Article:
Clusters: Connecting the Semiconductor Value Chain

Clusters: Connecting the Semiconductor Value Chain

By Vincent Guerre, Trainee, Institutional Affairs, SEMI Europe

At the occasion of their 20th anniversary, SEMI Europe and JEMI France organized a unique event on 25-26 June in Grenoble, France: “Clusters, A Chance for the European Semiconductor Ecosystem”.

High-level panelists addressed the theme of clusters from several angles: Politics, R&D, Education and Industry.

Clusters are a key contributor to Europe’s success in the field of semiconductors. But what is a cluster? All clusters aim to integrate education, research and industry to strengthen competitiveness, but what are the differences between the main European clusters? How can clusters cooperate among themselves for innovation and competitiveness?

Integrating Education, Research and Industry to Create Innovation

Clusters are strong sources of innovation for the industry. By connecting education, research and manufacturing, they create synergies in the whole semiconductor ecosystem, from silicon technology to industrial applications.

The “Silicon Saxony” cluster in Dresden, for example, connects the entire semiconductor value chain and creates the highest level of attractiveness for international suppliers. Indeed, Silicon Saxony is a combination of lighthouse companies (Infineon, AMD, etc.…) with leading edge R&D (for example, the Fraunhofer research institutes). In Grenoble as well, the Minalogic cluster connects world-class companies (Soitec, ST Microelectronics), innovative SMEs, research institutes (CEA/Leti), universities and engineering schools.

Clusters are built on an integrated model: they enable network connections between SMEs and big companies, and between R&D and manufacturing. Developing these synergies strengthens the industry’s competitiveness and international visibility. Clusters multiply the power of the semiconductor value chain.

Clustering is vital for the semiconductor industry, which has to deal with quick innovation processes. Research has to be quickly transformed into innovation, and innovation into products. In a cluster, the fab is the lab— and the lab is the fab! Moreover, start-ups can only develop through partnership and big companies need a strong ecosystem around them.

Clusters are obviously a key issue for industrial policies. Developing world-class clusters requires strong political involvement. For example, the French “pôles de compétitivité” policy aims at linking together education, research and industry on a local geographical scale. Thus, the national “Nano 2012” funding program and local authorities in the Grenoble area strongly support the development of the Minalogic cluster.

Clusters in Europe: Common Points and Differences

Clusters are the driving force behind innovation, but what is the definitive definition of what a cluster is?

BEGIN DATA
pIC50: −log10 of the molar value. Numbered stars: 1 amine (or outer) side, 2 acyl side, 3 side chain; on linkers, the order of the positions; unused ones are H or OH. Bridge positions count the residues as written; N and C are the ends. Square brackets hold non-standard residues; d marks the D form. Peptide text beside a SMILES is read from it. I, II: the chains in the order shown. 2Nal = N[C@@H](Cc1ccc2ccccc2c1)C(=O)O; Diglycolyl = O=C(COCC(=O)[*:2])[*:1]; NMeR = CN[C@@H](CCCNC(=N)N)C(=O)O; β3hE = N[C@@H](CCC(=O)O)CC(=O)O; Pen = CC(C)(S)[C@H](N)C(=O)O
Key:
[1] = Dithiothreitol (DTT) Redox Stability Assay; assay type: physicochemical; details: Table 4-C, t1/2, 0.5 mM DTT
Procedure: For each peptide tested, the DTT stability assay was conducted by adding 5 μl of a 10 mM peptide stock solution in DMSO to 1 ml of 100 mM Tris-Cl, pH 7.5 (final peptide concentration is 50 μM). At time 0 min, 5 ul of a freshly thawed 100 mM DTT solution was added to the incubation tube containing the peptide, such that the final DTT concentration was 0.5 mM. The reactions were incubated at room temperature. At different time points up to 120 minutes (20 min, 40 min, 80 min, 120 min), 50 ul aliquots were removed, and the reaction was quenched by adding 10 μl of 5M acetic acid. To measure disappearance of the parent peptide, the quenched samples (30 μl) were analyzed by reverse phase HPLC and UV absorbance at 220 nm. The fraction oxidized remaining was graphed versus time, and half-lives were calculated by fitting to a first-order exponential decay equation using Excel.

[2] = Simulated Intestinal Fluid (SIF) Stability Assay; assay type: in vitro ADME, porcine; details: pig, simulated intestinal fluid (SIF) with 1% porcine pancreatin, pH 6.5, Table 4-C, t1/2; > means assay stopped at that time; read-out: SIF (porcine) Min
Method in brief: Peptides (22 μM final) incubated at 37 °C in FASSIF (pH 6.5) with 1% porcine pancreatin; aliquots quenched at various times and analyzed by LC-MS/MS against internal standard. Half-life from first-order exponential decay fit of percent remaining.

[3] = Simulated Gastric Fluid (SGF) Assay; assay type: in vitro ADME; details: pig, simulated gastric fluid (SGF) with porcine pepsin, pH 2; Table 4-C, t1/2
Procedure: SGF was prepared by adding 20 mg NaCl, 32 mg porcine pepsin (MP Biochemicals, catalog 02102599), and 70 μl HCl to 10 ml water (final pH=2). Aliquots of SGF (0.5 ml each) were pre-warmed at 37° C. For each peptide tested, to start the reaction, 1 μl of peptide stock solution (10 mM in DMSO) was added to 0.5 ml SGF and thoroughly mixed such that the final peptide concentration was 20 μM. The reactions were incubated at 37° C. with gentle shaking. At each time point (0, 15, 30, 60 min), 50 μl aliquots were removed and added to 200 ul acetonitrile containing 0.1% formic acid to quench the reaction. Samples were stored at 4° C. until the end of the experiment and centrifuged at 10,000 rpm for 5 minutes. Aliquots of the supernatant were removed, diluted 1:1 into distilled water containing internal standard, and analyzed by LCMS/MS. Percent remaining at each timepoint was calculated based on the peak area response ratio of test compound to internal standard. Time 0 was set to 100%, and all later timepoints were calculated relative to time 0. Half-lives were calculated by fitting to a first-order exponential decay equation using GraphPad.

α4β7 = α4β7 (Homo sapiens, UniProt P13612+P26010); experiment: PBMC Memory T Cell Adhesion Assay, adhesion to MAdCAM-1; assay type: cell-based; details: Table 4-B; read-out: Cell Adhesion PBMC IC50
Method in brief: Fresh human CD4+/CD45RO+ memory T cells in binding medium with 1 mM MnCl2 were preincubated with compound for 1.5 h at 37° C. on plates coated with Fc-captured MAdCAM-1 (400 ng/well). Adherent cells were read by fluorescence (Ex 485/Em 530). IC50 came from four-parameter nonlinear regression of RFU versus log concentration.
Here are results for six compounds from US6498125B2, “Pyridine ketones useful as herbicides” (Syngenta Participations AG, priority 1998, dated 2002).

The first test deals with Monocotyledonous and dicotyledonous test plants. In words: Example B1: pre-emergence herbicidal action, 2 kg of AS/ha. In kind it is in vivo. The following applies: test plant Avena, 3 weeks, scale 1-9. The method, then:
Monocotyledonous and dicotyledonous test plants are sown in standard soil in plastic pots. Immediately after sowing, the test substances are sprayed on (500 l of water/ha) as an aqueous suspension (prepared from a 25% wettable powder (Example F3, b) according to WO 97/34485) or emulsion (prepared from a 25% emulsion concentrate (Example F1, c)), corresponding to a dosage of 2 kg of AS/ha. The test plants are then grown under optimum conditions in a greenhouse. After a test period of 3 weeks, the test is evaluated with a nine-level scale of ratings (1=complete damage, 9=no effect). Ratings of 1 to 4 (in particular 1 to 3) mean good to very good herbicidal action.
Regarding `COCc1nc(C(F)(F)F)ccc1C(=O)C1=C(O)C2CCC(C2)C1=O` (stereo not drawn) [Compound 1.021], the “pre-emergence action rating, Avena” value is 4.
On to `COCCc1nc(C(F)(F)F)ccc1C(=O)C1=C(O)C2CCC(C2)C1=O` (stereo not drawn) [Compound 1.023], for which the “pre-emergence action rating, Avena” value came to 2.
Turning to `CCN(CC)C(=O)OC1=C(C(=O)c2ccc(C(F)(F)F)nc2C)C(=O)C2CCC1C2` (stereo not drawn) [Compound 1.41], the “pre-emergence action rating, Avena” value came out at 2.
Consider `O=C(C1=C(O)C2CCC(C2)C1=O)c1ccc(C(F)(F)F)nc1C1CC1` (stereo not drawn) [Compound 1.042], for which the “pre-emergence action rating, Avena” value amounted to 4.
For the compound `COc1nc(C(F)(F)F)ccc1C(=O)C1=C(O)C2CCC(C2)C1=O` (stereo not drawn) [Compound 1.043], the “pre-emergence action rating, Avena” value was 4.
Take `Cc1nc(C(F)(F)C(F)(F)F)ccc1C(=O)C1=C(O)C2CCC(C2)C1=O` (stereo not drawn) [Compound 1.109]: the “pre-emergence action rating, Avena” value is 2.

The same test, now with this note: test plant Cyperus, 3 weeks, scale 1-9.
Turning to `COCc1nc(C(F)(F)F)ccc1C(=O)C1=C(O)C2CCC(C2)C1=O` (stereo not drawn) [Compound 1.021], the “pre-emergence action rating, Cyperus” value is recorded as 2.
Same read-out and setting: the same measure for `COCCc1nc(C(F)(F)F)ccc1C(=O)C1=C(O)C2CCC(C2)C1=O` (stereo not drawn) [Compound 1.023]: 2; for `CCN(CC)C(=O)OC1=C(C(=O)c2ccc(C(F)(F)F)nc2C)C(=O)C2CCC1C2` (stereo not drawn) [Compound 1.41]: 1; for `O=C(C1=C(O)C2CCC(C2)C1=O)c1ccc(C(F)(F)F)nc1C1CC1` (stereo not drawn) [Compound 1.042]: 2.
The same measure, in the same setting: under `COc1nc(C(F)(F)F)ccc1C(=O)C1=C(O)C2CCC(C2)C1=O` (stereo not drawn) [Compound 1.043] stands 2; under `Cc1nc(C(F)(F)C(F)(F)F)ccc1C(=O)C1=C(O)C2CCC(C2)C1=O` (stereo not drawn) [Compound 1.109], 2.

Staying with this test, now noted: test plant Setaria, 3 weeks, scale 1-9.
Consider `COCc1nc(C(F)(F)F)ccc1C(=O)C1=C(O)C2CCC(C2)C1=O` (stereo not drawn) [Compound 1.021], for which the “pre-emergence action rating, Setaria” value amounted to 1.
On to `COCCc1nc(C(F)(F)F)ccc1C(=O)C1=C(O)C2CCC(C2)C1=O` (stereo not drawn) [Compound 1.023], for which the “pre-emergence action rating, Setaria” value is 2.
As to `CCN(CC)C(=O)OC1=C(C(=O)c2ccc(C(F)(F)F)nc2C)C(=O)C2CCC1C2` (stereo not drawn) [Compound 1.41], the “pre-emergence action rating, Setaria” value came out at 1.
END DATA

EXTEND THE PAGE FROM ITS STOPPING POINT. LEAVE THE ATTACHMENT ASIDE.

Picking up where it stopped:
The Silicon Saxony and Minalogic clusters gather R&D centers, universities and industrial companies on a small geographical scale, where very close synergies can develop. However, the “Eindhoven – Leuven – Aachen triangle” is not focused on a single city but is based on trans-border cooperation between the IMEC research institute in Belgium and companies in the Netherlands and Germany. The ME2C cluster in Austria is also settled on a large 9,000 km2 geographical area.

More and more, the definition of clusters has moved away from a local and vertical integration approach to a global and horizontal partnering. Clusters now promote niche differentiation in a global market which is nothing but a collection of niches.

In a nutshell, a cluster is essentially a networking area which connects the entire semiconductor ecosystem, from research and education to manufacturing. Usually a cluster is led by one or several world-class manufacturers (STMicroelectronics and Soitec in Grenoble, Infineon and AMD in Dresden) and a research institute (Leti, Fraunhofer, IMEC), who put in motion a wide SME ecosystem.

Cluster Cooperation: Strengthening Europe’s Competitiveness

In the current technology race, single clusters can no longer handle a full coverage of all technologies and applications without external partners. Semiconductors technologies will probably reach their economical limits before their physical limits, especially in “More Moore” applications.

Competition in the semiconductor industry does not take place within Europe, but between regions. If Europe wants to remain competitive, it needs to combine its competencies.

The biggest European clusters have developed close cooperation to create synergies among themselves. For example, CSEM, Leti, VTT and Fraunhofer created “Heterogeneous Technology Alliance” (HTA). HTA aims at sharing specialized and complementary skills. It develops joint R&D projects and exchanges researchers and students. Even if each partner of the HTA remains independent, this cooperation offers a “one-stop shop” for the European industry.

European policymakers have to understand that Europe’s competitiveness in the semiconductor industry strongly relies on clusters. Europe does not lack clusters, but it lacks world-class leading clusters which can compete in the global economy. Europe really needs to concentrate its strengths on few large clusters which will cooperate between themselves on a pan-European basis!

Presentations from the SEMI Cluster event are available upon request from Carlos Lee at SEMI: clee@semi.org. For more information on SEMI Europe, please visit www.semi.org/europe and for more information on JEMI, visit www.jemi-france.org.

A few presentation slides are below:

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July 8, 2009